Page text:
The Department of Computer Science at the University of Cyprus cordially invites you to the Colloquium entitled:
Future Many-core Processors: Challenges and Solutions
Speaker: Dr. Pedro Trancoso
Processor design has evolved considerably in the last years. In order to cope with Moore's Law, processors became increasingly complex and their power consumption reached unacceptable levels. This led to a paradigm shift to what currently is the de-facto standard the multi-core processors. Even though these processors are able to offer high performance at a lower power consumption level, they introduce new challenges, particularly as the number of cores per processor increases. It is expected that in the future we will have thousands of cores within a chip and that there will be cores of different characteristics on the same chip. Such processors are known as heterogeneous many-core chips. In this presentation an overview of the past, present, and future research projects dealing with these issues will be given. The focus is on two topics: TFlux, an implementation of the Data-Driven Multithreading execution model and the Fine-grain parallelism for different multi-cores and accelerators. In addition, results from different applications and scheduling for the Intel Single-chip Cluster Computer (SCC) 48-core processor will be presented. All projects are unified under a common umbrella: the vision that future heterogeneous many-core processors will be packaged together with a virtualization layer hiding the complexity and managing the resources to exploit the best performance.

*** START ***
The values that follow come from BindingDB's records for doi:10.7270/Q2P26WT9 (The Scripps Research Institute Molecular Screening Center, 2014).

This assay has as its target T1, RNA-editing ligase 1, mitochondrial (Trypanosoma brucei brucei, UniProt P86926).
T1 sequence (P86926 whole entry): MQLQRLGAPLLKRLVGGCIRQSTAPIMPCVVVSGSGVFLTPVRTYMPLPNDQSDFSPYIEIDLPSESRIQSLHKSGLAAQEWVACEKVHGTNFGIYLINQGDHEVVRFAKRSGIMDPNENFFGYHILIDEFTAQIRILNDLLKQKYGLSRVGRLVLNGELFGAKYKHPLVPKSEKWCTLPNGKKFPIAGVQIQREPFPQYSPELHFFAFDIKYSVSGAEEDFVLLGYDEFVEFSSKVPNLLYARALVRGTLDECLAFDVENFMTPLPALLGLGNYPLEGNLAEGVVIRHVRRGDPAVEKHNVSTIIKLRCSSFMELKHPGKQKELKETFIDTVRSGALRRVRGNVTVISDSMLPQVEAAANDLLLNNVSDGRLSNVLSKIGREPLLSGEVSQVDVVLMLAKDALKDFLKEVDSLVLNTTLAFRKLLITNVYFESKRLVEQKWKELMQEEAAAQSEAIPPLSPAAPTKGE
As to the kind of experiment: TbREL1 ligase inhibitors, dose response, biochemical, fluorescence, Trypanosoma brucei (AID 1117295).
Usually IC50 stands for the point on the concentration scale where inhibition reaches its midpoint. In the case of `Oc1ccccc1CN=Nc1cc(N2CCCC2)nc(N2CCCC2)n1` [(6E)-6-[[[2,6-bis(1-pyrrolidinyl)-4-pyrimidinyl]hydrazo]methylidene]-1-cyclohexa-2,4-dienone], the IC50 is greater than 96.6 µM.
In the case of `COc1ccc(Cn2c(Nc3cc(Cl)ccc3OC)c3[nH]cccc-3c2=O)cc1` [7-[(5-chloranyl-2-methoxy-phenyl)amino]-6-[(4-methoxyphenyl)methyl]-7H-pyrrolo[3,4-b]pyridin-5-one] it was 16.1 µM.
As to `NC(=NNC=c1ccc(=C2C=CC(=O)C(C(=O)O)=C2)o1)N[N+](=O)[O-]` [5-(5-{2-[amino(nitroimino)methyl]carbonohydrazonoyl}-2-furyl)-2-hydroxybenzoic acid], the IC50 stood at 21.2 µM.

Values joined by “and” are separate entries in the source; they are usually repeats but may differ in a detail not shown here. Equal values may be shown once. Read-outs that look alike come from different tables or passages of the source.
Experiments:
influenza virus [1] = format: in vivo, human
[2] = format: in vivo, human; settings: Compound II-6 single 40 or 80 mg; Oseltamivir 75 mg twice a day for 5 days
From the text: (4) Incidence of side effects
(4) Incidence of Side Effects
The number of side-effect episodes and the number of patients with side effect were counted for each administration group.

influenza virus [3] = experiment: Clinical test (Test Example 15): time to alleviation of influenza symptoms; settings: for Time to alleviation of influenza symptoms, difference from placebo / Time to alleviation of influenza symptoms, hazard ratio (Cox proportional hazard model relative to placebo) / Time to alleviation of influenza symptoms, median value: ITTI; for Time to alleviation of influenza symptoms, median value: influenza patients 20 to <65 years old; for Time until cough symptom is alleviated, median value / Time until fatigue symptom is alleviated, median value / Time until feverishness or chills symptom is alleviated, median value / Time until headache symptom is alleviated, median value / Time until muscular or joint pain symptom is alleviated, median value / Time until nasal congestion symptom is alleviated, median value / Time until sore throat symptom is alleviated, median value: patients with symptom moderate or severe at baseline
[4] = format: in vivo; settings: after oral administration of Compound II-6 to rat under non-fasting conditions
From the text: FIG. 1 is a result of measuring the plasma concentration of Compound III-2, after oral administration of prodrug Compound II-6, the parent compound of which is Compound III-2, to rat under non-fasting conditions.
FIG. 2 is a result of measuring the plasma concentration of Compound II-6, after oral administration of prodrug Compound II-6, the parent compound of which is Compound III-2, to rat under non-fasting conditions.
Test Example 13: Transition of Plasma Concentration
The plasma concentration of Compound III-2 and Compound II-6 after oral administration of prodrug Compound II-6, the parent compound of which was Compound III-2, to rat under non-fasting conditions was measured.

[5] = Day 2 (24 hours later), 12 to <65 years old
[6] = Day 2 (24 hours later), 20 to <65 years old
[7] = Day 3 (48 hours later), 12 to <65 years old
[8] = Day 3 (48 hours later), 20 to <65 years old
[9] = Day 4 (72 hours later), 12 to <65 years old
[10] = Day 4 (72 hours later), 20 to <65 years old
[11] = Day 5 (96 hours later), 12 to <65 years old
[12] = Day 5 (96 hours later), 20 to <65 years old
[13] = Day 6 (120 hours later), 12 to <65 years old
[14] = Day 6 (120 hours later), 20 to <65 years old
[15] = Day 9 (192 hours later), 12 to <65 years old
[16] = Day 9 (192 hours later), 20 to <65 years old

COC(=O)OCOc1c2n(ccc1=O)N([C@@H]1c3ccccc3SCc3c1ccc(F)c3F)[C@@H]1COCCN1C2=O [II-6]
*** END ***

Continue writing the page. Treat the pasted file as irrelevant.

Pedro Trancoso is an Assistant Professor at the Department of Computer Science at the University of Cyprus, which he joined in 2002. He has a PhD and MSc. in Computer Science from the University of Illinois at Urbana-Champaign, USA. His research interests are in the area of Computer Architecture and include Multi-core Architectures, Memory Hierarchy, Parallel Processing and Programming Models, Database Workloads, and High-Performance Computing. Currently his research team, Computer Architecture, Systems and Performance Evaluation Research - CASPER (www.cs.ucy.ac.cy/carch/casper) is composed of 5 PhD students (2 of them jointly with colleagues in Spain and Portugal), 1 MSc student, and 5 undergraduate students. The latest funding for his research include the participation in the TERAFLUX EU FP7 IP project (4 years) and the lending of a 48-core experimental processor, the Intel SCC, by the Intel Corporation. He is also a member of the HiPEAC Network of Excellence.
This colloquium is part of the speaker's procedure for evaluation and promotion from Assistant Professor to Associate Professor.
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